Social Effects of Anxiety Depression ± Not as involved with family and friends the way you used to be ± Lowered quality of relationships ± Low energy ± Lack of motivation to do the things you once looked forward to doing Unable to convey the person that you are Fear and avoidance of situations where previous attacks occurred .
Allopathic Treatments Medications (Drug Therapy): Behavioral Therapy Cognitive Behavioral Therapy Psychodynamic Psychotherapy .
Alternative Treatments Acupuncture Aromatherapy Breathing Exercises Exercise Meditation Nutrition and Diet Therapy Vitamins Self Love .
nausea. particularly useful in elderly patients Benzodiazepines: include Xanax and Valium.Medications Buspirone: shown to be effective but usually takes 3-4 weeks. headaches. impaired memory . act rapidly and successfully but can be addictive and loses effectiveness over time Side Effects: dizziness.
writing down list of top fears and doing one of them once a week. spinning in a chair until dizzy.Behavioral and Cognitive Therapy Teaches patient to react differently to situations and bodily sensations that trigger anxiety Teaches patient to understand how thinking patterns that contribute to symptoms Patients learn that by changing how they perceive feelings of anxiety. after awhile patients learned to cope with the negative feelings associated with them and replace them with positive ones . the less likely they are to have them Examples: Hyperventilating.
Takes an extremely long time and is labor intensive . We then come up with defenses (such as denial) to protect us knowing about these painful feelings. making you seek help. with the intention that once you are aware of what is really going on in your mind the feelings will not be as painful. It tries to subdue them. Psychodynamic Psychotherapy uses the basic assumption that everyone has feelings held in the subconscious which are too painful to be faced. Psychodynamic psychotherapy assumes that these defenses have gone wrong and are causing more harm than good.Psychodynamic Psychotherapy Psychodynamic therapy is a general name for therapeutic approaches which try to get the patient to bring to the surface their true feelings. so that they can experience them and understand them.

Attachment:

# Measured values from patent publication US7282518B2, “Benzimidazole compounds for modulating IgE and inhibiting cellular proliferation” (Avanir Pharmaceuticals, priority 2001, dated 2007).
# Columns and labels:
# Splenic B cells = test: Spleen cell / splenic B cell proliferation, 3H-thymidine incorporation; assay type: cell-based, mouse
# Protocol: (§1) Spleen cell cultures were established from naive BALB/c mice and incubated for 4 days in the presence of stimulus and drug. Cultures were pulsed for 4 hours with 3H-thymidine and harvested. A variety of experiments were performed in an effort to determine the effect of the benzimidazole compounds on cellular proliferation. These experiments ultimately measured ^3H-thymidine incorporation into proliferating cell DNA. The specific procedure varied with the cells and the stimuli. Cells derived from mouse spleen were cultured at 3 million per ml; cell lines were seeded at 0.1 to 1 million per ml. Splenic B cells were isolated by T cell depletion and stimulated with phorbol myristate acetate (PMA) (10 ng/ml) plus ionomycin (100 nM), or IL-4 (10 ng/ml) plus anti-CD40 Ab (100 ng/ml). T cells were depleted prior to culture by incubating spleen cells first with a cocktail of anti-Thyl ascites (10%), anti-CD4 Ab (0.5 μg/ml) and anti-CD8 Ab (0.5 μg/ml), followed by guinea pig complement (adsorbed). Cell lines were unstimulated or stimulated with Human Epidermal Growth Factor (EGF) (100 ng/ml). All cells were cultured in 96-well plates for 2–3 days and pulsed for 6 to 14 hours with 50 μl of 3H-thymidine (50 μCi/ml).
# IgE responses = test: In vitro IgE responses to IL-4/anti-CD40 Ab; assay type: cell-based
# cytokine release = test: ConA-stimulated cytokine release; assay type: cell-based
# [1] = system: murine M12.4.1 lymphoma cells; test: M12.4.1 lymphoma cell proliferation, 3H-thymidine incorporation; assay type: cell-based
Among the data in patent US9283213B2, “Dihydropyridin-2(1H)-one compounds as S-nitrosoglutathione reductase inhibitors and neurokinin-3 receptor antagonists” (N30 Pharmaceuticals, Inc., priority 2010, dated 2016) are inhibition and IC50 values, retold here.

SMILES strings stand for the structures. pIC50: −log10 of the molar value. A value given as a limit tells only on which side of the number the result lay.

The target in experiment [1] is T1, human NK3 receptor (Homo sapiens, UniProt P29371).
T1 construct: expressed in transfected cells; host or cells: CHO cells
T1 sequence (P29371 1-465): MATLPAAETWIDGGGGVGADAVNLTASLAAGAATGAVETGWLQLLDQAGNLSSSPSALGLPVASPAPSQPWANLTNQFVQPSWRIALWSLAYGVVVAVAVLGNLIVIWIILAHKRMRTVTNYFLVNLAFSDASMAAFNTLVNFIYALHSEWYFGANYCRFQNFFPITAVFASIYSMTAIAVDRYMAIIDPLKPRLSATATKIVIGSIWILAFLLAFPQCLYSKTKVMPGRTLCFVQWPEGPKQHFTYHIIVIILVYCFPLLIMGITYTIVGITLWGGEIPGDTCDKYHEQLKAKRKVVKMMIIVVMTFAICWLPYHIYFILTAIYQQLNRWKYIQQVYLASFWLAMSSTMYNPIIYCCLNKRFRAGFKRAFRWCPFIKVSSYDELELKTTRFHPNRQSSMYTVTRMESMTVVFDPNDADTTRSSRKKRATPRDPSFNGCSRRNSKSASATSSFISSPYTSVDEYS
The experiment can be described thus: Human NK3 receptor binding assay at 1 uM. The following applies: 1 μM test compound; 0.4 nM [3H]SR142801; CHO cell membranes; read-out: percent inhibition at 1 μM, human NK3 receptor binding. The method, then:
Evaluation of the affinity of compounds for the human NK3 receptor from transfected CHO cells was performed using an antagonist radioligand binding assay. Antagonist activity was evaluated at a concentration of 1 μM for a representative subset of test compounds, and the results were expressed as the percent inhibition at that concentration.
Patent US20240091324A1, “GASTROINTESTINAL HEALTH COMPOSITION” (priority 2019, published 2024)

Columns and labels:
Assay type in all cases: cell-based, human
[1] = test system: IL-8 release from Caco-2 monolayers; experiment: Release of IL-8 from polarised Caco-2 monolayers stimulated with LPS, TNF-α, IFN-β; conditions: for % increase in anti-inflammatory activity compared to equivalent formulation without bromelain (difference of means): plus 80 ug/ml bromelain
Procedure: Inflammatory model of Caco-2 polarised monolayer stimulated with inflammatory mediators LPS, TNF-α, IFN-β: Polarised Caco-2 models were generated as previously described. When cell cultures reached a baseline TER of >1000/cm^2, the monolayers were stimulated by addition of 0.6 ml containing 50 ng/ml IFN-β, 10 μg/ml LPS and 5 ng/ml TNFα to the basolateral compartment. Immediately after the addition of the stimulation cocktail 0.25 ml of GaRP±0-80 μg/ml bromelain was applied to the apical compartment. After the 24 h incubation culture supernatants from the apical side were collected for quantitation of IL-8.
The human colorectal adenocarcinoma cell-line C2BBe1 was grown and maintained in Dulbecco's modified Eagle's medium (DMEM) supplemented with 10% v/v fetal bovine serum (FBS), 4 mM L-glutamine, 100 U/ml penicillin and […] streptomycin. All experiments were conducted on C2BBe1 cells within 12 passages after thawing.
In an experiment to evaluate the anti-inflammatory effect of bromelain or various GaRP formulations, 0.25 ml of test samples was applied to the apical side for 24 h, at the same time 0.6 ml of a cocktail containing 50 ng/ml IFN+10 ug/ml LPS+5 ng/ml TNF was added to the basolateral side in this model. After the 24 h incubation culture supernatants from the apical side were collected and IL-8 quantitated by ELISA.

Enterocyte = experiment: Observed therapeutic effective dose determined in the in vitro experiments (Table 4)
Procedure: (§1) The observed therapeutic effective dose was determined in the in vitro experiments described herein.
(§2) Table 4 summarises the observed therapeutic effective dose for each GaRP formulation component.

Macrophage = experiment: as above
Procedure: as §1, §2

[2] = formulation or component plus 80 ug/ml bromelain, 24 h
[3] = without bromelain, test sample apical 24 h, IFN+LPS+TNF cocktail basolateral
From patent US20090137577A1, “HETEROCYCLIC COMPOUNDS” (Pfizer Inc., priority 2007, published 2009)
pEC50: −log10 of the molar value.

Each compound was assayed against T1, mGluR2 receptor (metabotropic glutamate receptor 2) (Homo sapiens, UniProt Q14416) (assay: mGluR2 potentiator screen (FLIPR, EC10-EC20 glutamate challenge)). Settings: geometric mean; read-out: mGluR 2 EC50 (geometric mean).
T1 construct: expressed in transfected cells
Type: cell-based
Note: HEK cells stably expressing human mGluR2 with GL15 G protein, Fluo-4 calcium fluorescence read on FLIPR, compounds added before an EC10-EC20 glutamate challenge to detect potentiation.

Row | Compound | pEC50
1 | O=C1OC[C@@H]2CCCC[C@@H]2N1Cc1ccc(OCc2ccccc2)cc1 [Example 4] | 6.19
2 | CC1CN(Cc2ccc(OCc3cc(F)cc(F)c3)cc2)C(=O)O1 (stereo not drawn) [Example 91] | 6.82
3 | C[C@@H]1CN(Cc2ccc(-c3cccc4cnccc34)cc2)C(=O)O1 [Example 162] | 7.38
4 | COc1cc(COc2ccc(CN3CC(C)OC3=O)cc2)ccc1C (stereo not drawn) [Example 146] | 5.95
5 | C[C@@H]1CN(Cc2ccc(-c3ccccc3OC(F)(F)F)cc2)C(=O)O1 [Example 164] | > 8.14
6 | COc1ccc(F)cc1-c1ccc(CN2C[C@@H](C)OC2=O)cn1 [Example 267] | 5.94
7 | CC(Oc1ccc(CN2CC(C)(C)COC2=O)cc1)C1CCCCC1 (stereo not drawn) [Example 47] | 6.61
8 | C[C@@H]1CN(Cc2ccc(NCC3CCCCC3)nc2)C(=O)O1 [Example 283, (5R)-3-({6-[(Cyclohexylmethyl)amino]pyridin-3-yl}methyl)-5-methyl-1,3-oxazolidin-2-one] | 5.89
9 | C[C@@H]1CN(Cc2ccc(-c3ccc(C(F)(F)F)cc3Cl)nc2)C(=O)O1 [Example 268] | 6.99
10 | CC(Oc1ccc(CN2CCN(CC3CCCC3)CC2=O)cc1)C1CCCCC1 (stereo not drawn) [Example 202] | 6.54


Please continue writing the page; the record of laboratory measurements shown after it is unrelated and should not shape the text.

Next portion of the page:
releases tension in the muscles. when angry the neck and shoulders tighten Redirects the chi into a balanced flow. increases flow of blood. and nerve impulses to affected areas Takes 10-12 weekly sessions .Acupuncture Caused by the imbalance of chi coming about by keeping emotions in for too long Emotion effects the chi to move in an abnormal way: when fearful it goes to the floor. lymph.
Aromatherapy Calming Effect: vanilla. and 1 part sandalwood . geranium. and lavender Essential Oil Combination: 3 parts lavender. juniper. sandalwood. chamomile. 2 parts bergamot. and lavender Reducing Stress: Lavender. orange blossom. rose. and nutmeg Uplifting Oils: Bergamot.
effects on self image. calm state to deal with issues and conflicts . biochemical and physiological changes associated with exercise. the distraction from worries. mastery of a sport. symbolic meaning of the sport Helps by expelling negative emotions and adrenaline out of your body in order to enter a more relaxed.Exercise Benefits: symbolic meaning of the activity.
silently repeat the word or phrase for 20 minutes .Meditation Cultivates calmness to create a sense of control over life Practice: Sit quietly in a position comfortable to you and take a few deep breaths to relax your muscles. next choose a calming phrase (such as ³om´ or that with great significance to you).
alcohol. after awhile you may be able to see a correlation East small. foods with white flour Keep a diary of the foods you eat and your anxiety attacks. strong spices. frequent meals . green and leafy veggies. garlic. highly acidic foods. soy products. brown rice. asparagus. bananas. yogurt Foods to Avoid: coffee.Nutrition and Diet Therapy Foods to Eat: whole grains. sugar.
B-1.Vitamins B-Vitamins stabilize the body¶s lactate levels which cause anxiety attacks (B-6. taken in combination before bed improves sleep Vitamin C taken in large doses also has a tranquilizing effect Potassium helps with proper functioning of adrenal glands Zinc has a calming effect on the nervous system . B-3) Calcium (a natural tranquilizer) and magnesium relax the nervous system.
increases endorphin levels and decreases stress hormones Let go of frustrations Do not judge self harshly: don¶t expect more from yourself than you do others Accept your faults .Self Love The most important holistic treatment of all Laugh: be able to laugh at yourself and with others.
Appointments may be made by phone (415) 338-2208 or in person at Student Services Building Room 208. of Health & Human Services ± Substance Abuse & Mental Health Services Administration ± find resources in your area http://www.samhsa.gov/databases .S.The services of the Center are open to regularly enrolled (matriculated) undergraduate and graduate students.Where to Get Help SFSU Health Center . Office hours are 8AM to Noon and 1PM to 7PM Monday through Thursday and until 5PM on Friday. Any licensed psychologist or psychiatrist U.mentalhealth. Dept.
S. of Health & Human Services (http://www.nih.freedomfromfear.Additional Links Anxiety Screening Tools Anxiety Disorders Association of America (ADAA) Freedom From Fear (www.gov) U.mentalhealth.gov/topics/expl ore/stress/) .org) National Institute of Mental Health (www.samhsa. Dept.nimh.